As a numbers person, I am finding all of the data is interesting to read.Just click on the 'more' link for each result, whether it be the national result at the top, the state/territory results or the individual divisions. Each one has the overall response rate, the male/female response rate, and broken down by age group.
I have been playing around looking at the numbers, I wish it was easier to see an overall turnout though.
Yeah, I had already seen that, but given that this was not a compulsory vote, I would have liked the overall turnout specified right at the front next to the vote result. The breakdown by age and gender is okay to go finding, I think for me the overall turnout could have been made more clear at a glance. In any survey it is important to know what the return rate for the statistics were.
In terms of analysing turnout/response, this is by far the best presentation of the information I've ever come across in Australia. Of course, turnout is not considered to be a factor in normal elections so that would explain why it is given little attention in Australia.
I think the lower response rates for 18-24, 25-34 and 35-44 would be a reflection of the cynicism towards politicians at the moment.
The reason these breakdowns are so good (once you get to them) is because with a survey conducted in this way you actually can
produce these figures, as you would know from experience in a standard election, anonymous voting means that the only statistic you can accurately get is gross numbers of who voted for who, and who didn't vote according to names left uncrossed, which votes went which way by age is unobtainable.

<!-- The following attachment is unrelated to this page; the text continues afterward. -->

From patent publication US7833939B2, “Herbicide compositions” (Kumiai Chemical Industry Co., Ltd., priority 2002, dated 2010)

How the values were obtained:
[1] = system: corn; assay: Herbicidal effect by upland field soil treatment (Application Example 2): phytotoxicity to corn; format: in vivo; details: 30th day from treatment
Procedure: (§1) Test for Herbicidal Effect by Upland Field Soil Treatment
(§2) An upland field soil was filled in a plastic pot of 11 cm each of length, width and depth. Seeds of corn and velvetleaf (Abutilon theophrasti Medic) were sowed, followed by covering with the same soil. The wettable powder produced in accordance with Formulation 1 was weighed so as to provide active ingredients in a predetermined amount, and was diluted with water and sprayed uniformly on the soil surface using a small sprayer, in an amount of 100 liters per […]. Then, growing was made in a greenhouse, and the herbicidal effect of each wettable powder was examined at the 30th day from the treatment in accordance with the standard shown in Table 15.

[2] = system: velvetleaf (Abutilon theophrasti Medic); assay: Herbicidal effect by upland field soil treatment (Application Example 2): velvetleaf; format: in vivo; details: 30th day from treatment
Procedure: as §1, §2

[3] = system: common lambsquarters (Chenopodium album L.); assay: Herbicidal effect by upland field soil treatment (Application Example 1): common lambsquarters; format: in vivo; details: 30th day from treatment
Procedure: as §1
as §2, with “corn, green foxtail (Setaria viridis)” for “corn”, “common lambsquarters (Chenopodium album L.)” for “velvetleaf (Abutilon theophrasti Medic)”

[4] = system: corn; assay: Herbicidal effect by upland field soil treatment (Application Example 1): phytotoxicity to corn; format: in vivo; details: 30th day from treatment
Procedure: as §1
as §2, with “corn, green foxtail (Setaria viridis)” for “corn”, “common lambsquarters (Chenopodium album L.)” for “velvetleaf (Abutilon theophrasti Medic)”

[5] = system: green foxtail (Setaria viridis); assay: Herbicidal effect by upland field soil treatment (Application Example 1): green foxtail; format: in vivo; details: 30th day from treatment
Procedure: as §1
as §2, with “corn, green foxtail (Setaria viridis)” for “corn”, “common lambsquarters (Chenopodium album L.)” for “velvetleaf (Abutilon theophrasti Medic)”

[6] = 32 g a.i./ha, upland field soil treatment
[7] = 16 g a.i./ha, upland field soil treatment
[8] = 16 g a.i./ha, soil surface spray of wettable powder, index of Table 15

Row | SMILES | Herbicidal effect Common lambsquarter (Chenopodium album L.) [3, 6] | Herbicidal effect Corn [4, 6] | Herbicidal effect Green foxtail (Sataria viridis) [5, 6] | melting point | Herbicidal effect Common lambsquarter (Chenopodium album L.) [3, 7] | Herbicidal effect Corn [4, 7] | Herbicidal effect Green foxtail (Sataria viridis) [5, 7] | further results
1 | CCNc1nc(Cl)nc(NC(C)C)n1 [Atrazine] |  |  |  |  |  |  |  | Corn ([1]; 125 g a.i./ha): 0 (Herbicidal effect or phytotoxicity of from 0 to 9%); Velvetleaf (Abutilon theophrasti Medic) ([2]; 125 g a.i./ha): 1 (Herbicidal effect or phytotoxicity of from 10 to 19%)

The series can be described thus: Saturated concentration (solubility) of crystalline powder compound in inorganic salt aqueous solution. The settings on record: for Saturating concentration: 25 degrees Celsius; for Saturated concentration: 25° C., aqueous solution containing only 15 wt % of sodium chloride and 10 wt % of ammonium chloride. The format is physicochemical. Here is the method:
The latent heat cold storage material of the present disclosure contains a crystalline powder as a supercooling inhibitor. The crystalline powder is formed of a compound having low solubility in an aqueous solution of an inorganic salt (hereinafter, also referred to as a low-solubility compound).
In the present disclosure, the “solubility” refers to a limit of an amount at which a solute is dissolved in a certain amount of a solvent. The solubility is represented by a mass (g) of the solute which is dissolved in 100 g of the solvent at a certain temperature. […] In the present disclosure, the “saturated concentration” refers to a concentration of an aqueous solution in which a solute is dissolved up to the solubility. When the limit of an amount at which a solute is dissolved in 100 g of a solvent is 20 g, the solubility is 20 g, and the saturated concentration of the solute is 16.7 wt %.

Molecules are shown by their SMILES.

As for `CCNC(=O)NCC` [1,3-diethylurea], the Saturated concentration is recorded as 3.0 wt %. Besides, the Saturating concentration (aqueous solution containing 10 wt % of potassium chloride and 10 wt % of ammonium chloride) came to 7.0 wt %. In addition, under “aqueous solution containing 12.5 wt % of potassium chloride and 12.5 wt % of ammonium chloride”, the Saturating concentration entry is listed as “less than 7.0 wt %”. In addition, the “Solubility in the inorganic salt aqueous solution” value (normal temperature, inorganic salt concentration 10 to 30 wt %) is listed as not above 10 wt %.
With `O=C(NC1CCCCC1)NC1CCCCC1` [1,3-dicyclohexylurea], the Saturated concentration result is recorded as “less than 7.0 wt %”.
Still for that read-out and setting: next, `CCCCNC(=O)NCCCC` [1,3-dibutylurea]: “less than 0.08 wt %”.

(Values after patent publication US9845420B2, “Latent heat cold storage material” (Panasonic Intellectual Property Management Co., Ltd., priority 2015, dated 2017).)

This survey data will provide me with lots of interesting tutorial type questions for statistics students.
I find the seat of Blaxland to be interesting! Jason Clare has been hounding the Turnbull/government just to hold a Parliamentary vote on this, presumably he is keen to through his support toward allowing SSM, and yet in the numbers we find him sitting in the 'most no' seat... He's publicly told Turnbull to 'go a pair' and have the vote, Jason Clare is going to need a reasonably big pair himself (and a terrific PR team) if he is going to vote his own way according to his previous statements.It's not just Blaxland, the next eight highest results for the no vote were all ALP divisions.
It looks like large portions of the parliamentary ALP are out of touch with the base, which might point to an election of realignment coming in the not too distant future.
Of the 17 divisions voting no, the parliamentary representation is broken down by:
ALP : 11
None (Bennelong, seat vacant pending by-election): 1
Three states did not have a single division vote no: Tasmania (to be expected from the Greens heartland), SA and WA (a surprise from two states that have traditionally been fairly socially conservative).
That is true, my point was that Jason Clare had been particularly
vocal in recent days/weeks, and yet his seat ended up being the most conservative in the survey.
I said somewhere pages back in this thread that a sitting member whose seat goes a long way either side of 50% with a decent turnout would be potentially be being rather silly to vote against what their constituent base says. I admit, I was thinking that this might be something for some LNP to struggle with, but I didn't in all honesty think it would be such a problem for the left side.
SA is a pretty conservative place, but SA did popularly elect a 'pink safari suit wearing guy', and (though not through popular vote) decriminalise homosexuality first.